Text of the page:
The Pasco County Metropolitan Planning Organization (MPO) — Pasco’s lead transportation planning agency — is expected to get an update on planning efforts for the Orange Belt Trail in July.
As envisioned, the 37-mile Orange Belt Trail will stretch from Trinity to Trilby and will provide regional connectivity.
It’s also expected to enhance the existing and planned regional trail network by providing key connections to the Coast-to-Coast Trail, Starkey Trail, Suncoast Trail and Withlacoochee Trail, according to information on the Orange Belt Trail’s website.
The 12- to 14-foot multi-use trail is expected to link communities such as Trinity, Odessa, Land O’Lakes, Wesley Chapel and Dade City to help fuel economic transformation.
It will be open to pedestrians and bicyclists, and possibly for equestrian use in some areas.
Generally, it will follow the path of the Orange Belt Railway, but deviations are expected.
Although planners have not honed in on the exact path yet, there’s been considerable discussion on what should be included and there’s been pushback from some areas that do not want the trail.
Tina Russo, a transportation planner for the Pasco MPO, recently gave that board an overview of some of the thoughts that have been surfacing — including input from public meetings held in December and April. She also shared suggestions from the MPO’s Bicycle Pedestrian Advisory Committee (BPAC) and its Citizens Advisory Committee (CAC).
The project is being led by Sam Benick, a Pasco County project manager, along with county staff and consultants.
“We had an in-depth conversation with our CAC committee and our BPAC on this alignment,” said Russo, who devotes much of her time to seeking ways to improve safety for pedestrians and bicyclists.
Russo said she spent more than an hour discussing the issue with BPAC members.
“These guys have waited years to provide these comments,” she said.
She expects Beneck and the consultants to have an informal conversation about the Orange Belt Trail planning efforts during the MPO board’s July meeting.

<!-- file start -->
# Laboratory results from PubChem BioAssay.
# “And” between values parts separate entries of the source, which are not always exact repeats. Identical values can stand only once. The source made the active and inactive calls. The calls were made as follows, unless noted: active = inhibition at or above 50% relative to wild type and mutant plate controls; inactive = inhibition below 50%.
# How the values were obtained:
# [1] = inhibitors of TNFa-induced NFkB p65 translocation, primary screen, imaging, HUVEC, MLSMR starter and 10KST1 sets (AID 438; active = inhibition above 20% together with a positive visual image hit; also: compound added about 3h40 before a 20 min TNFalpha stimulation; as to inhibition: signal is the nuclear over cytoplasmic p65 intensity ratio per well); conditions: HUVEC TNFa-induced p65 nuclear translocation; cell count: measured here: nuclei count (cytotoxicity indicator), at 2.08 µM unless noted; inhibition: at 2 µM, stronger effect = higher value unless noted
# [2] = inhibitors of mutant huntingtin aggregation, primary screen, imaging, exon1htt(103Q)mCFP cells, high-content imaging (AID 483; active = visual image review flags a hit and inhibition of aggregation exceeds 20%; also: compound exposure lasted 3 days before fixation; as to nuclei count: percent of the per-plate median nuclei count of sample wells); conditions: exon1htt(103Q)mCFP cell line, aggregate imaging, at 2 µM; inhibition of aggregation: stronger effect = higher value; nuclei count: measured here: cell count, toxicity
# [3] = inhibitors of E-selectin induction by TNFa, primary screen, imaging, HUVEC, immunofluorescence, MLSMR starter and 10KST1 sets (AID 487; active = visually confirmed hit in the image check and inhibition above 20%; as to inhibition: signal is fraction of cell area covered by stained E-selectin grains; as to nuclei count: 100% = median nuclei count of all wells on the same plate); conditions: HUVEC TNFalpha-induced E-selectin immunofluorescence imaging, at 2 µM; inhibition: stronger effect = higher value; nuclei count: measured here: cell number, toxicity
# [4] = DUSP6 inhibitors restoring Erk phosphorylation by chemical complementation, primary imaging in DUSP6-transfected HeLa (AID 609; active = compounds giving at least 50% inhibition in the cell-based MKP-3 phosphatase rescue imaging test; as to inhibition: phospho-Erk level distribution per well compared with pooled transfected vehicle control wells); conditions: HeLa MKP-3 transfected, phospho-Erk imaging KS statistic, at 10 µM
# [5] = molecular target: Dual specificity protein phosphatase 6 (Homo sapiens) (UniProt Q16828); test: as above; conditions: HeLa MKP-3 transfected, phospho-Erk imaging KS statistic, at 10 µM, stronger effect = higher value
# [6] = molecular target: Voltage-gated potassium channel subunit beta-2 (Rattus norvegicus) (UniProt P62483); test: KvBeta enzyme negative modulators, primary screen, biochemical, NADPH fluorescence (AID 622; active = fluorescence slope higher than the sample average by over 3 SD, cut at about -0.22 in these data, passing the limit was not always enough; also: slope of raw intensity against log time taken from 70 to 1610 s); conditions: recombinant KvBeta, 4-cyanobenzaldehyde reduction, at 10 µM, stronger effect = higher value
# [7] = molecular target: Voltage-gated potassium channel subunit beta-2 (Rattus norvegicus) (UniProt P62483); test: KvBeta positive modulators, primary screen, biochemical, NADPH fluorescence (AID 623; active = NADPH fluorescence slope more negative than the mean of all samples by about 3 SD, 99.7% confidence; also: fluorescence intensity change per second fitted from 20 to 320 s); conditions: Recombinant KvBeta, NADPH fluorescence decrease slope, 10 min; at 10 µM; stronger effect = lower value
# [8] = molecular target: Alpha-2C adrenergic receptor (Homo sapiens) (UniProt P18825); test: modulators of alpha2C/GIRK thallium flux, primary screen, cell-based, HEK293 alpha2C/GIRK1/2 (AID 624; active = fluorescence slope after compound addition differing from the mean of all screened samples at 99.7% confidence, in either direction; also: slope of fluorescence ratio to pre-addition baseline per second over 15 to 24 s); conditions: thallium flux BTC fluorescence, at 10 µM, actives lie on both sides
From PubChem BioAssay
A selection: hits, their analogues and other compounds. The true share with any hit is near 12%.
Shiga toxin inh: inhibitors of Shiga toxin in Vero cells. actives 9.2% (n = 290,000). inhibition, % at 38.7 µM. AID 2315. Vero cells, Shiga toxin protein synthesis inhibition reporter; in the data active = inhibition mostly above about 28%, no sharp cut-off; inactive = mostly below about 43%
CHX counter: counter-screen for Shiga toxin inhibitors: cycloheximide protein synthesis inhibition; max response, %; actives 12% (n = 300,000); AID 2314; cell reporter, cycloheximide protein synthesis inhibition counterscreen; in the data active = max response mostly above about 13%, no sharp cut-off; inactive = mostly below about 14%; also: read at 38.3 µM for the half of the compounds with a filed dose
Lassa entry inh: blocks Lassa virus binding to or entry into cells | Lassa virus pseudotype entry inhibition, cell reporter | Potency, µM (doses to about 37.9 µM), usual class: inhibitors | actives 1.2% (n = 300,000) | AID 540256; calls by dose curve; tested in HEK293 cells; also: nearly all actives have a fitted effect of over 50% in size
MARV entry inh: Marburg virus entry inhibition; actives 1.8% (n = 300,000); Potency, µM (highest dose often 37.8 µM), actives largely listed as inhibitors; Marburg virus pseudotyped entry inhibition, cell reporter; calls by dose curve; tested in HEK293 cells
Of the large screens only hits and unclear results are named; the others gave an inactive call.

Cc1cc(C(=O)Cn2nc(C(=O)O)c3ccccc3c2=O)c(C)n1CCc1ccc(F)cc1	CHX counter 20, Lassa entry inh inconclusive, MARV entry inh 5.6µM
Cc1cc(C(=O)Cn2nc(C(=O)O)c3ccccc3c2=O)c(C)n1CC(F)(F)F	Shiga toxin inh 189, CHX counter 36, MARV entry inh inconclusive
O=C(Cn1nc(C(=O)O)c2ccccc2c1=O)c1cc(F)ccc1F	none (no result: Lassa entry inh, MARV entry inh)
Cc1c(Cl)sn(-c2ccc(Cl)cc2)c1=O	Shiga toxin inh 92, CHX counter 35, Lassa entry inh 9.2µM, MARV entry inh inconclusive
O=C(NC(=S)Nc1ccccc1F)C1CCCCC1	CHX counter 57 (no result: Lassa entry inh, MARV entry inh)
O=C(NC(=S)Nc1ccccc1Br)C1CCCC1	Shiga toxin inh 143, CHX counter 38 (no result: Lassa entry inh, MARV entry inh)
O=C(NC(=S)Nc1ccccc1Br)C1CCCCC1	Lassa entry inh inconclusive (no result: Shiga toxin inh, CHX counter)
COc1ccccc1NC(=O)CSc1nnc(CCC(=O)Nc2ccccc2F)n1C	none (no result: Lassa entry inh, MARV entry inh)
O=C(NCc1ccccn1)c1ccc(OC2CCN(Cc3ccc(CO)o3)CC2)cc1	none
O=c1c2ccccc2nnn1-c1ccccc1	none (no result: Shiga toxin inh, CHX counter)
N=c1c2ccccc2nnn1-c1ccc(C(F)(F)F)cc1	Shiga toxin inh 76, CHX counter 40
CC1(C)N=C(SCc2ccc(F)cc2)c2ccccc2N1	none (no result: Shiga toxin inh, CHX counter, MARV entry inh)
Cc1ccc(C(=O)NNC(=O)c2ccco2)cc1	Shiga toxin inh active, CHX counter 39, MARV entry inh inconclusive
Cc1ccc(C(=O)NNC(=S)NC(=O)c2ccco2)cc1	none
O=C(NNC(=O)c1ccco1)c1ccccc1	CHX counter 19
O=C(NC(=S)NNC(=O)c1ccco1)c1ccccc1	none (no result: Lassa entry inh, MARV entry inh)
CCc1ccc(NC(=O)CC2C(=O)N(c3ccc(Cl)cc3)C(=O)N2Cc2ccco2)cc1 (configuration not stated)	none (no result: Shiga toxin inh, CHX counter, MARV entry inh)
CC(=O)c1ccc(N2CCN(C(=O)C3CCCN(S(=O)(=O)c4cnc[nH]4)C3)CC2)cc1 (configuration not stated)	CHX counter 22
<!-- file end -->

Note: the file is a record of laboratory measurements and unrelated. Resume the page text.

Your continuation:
“That (Orange Belt) rail line is what the Pinellas Trail is on and what the Coast-to-Coast is on,” Russo said. “That line has been on Pasco mapper for quite a few years and, now, we’re finally getting to study it.”
During public sessions on the project in April, questions arose about the potential alignment in certain parts of West Pasco, Land O’ Lakes and Dade City, Russo said.
While the trail alignment is not yet clear, there’s obviously considerable interest in the project.
Russo estimated more than 150 people attended public meetings on the project in December and a considerable number of comments have been submitted on the Orange Belt Trail’s website.
Public input is being used to help determine such things as where trailheads should go and the locations of trail crossings, Russo said.
“We got a good idea of what people want and don’t want,” Russo said.
“We found out that people wanted a paved trail and they wanted it kind of in the woods,” she said.
They’d like to keep a separation between the trail and traffic, to help keep trail users safe.
In a perfect world, the trail users would like 100 feet of right of way, consisting of a clear zone and trees, Russo said.
“We can do that in some places,” the transportation planner said.
In some places, though, the right of way will be smaller.
There may be some places, where the trail is on a road, with a separation from cars, Russo said. That may be necessary, in order to make a desired connection, she explained.
For instance, there’s a trail in New York that traverses the entire state, but portions of it are on the road, Russo said.
Members of the public also have weighed in on amenities they’d like to see.
“They wanted trailheads with restrooms. That’s always a big one,” Russo said.
Other requests include water fountains, wayfinding (directional signage) and grade-separated crossings.
Planning can make a real difference in creating an effective trail system, Russo said.
“If we build a trail correctly, in a community, you need less trailheads.
“If we build this right, we want you to be able to ride from your house and not have to build trailheads, if possible,” she said.
Proper planning also can reduce the need for overpasses, Russo added.
“Overpasses are expensive. They’re about $15 million. And not everybody uses them.
“We want to try to actually design a trail that we can cross the road safely, without planning to build an overpass that might take 10 or 15 years to build,” Russo said.
Pasco County Commissioner Ron Oakley said property owners from Blanton to Trilby don’t want the trail to align with the Orange Belt Trail because portions of the former rail line are now on private land.
Oakley suggested looking at a different route, perhaps further to the east.
Oakley said he would love to see a trail that would accommodate equestrian users.
He also envisions the possibilities of having camp spots for equestrian trail users, on the west side of the county, on the east side and in the Green Swamp.
“We haven’t done much for equestrian, but we do have a lot of people who love horses and love riding horses,” Oakley said.
Orange Belt Trail
The Orange Belt Trail is intended to be a trail that crosses Pasco County, linking Trinity to Trilby and providing connections to the Coast-to-Coast Trail, the Starkey Trail, the Suncoast Trail and the Withlacoochee Trail. It also will link such communities as Trilby, Odessa, Land O’ Lakes, Wesley Chapel and Dade City. For additional details on the Orange Belt Trail project, visit OrangeBeltTrail.com.
Published June 14, 2023